The Kavanaugh Senate hearing has been the site of substantial pain and trauma, with survivors across the country subjected to the scrutiny and interrogation of Dr. Christine Blasey Ford’s testimony. (If you’re a survivor who’s struggling with the news cycle, Vox has published tips that might help). In the middle of it all, Real Housewives creator and executive producer, Andy Cohen, found time to thank Jeff Flake, the Republican Senator from Arizona who delayed the Kavanaugh senate vote by a week.
Thank you @JeffFlake
— Andy Cohen (@Andy) September 28, 2018
Andy’s tweet opened the door to criticism, confusion and eyebrow-raised emojis. One user responded, “[H]ow about thanking the real heroes like [Dr] Christine Blasey Ford, [Ana Maria Archila] & [Maria Gallagher]?” Indeed, the latter two names are those of the women who cornered Flake in an elevator and successfully pressured him into motioning a delay only minutes later.
Cohen responded that he was simply excitable: “I know who the real heroes are.” I’m partially sympathetic to his initial tweet: if you’ve studied Psychology 101 you’d know that behaviors are manipulated best through operant conditioning by either positive reinforcement (praise) or negative reinforcement (punishment). Good behaviors are rewarded; bad behaviors are penalized. With enough repetition subjects adapt their behavior to suit their new environment, aka thanking the Republican senator for doing the absolute bare minimum is theoretically more effective than publicly calling him a dickwad.
But the focus on Flake in proxy to our three heroes had me questioning Andy Cohen’s broader track record when it came to women and their representation in media.
We recognize Andy Cohen as that white gay dude who sits with the Housewives at the end of each season and asks questions pertaining to their tumbling sobriety, turbulent vacations, and tumultuous relationships. He kickstarted his career in television interning at CBS News alongside fellow intern Julie Chen. In 2009 he became the first openly gay host of an American late-night talk show. He won an Emmy in 2010 as Executive Producer of Top Chef. In 2015, he co-hosted New Year’s Eve with Carson Daly and until 2013 he served as Executive Vice President of Development and Talent for Bravo, becoming both a household name and a pioneer for queer representation on the television.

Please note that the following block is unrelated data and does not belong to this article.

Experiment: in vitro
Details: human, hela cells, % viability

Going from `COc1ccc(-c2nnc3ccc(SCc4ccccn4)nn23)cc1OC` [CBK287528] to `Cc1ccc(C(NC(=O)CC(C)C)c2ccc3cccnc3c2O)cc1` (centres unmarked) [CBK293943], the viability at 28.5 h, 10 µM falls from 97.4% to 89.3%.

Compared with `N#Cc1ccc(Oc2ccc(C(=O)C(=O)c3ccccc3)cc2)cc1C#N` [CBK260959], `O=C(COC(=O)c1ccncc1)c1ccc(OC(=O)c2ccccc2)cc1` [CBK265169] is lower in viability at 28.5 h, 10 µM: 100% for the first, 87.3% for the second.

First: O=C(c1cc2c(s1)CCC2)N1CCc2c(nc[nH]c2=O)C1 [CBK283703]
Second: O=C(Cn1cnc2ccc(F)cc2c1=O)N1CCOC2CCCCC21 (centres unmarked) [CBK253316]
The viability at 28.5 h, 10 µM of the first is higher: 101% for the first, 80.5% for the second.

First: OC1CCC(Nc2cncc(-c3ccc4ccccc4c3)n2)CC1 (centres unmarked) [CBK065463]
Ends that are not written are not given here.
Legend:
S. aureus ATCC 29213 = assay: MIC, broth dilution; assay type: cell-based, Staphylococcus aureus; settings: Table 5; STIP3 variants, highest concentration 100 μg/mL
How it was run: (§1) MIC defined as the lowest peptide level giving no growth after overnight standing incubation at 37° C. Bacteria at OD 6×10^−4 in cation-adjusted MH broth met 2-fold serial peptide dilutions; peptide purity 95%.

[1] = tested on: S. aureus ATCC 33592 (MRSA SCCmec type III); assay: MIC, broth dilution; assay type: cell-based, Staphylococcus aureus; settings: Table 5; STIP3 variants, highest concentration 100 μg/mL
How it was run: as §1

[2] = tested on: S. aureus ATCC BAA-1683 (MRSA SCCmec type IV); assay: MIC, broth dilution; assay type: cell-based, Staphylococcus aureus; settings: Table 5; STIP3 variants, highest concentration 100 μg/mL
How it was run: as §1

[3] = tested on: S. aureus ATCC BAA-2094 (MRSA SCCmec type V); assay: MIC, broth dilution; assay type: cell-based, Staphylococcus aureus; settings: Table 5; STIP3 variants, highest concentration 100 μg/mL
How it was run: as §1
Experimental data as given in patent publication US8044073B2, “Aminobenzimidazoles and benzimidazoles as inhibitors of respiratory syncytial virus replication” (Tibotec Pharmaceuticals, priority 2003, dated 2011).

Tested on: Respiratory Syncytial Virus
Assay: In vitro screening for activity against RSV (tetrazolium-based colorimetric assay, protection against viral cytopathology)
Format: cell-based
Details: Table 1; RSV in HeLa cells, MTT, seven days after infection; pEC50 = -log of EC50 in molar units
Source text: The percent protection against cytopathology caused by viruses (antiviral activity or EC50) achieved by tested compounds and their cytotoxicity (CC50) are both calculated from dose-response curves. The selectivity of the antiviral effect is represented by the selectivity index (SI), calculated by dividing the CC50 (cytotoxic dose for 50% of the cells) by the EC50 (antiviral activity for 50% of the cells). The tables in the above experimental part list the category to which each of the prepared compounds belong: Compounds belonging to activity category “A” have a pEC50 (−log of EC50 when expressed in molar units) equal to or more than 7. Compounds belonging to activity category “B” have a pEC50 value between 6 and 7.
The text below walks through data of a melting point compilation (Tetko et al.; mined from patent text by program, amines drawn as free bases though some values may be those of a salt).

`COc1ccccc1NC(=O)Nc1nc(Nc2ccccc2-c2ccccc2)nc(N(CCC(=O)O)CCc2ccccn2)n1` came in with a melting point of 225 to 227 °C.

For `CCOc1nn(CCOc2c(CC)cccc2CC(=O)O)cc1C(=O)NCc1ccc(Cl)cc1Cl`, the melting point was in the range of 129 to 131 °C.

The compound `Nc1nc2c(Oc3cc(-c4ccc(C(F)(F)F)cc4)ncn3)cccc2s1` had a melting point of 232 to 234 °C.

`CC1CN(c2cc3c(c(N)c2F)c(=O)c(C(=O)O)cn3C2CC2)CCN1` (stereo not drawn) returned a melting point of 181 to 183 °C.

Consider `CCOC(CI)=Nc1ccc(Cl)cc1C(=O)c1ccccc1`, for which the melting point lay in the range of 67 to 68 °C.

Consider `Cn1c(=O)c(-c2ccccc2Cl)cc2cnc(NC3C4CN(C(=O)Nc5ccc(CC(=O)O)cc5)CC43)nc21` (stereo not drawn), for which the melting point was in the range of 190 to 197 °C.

His accomplishments haven’t rendered him immune to controversy. In late 2017, Kathy Griffin posted a 17-minute video on her working experience with Cohen: he “live[s] just to take women down” she offered, alongside a tweet labeling him “deeply misogynistic.” With recent tweets like, “Look at Miss Lindsey Graham trying to be all tough!” it’d seem that maybe Griffin isn’t the best advocate for progressing our conversations around gender, but two things can be true at one time: Cohen’s sexism and Griffin’s regressive commentary.
The misogyny is made explicit on Watch What Happens Live, where Cohen routinely asks female guests whether they’ve “taken a dip in the lady pond” (aka had sex with other women). But in probing the women’s sexual experiences as if they’re on some kind of game show, Cohen reinforces the harmful stereotype that women having sex with other women is a trendy phase or college experiment. In repeatedly asking this question Cohen de-legitimizes and cheapens lesbian and queer women’s sexualities through what writer Anna Dorn dubs “the Gay Male Gaze.” Does he ask an equivalent question of his male guests? No. When the tables were finally turned and Real Housewives of Beverly Hills star Lisa Vanderpump asked Cohen if he’d ever had sex with a woman, he — of course — had to make mention of his “gold star gay” status (a term which carries its own set of issues).
Cohen’s wayward history with queer women also includes a controversial stint on NBC’s Today show. In defending Channel Seven reporter, Samantha Smith, from her own row of sexist speculation, Cohen added, “that poor lesbian reporter” — and soon after apologized for speculating on her sexuality. He charmingly reflected on the experience in his 2014 memoir, The Andy Cohen Diaries: “She was a bull dyke and you wouldn’t have to be a rocket scientist to figure it out”.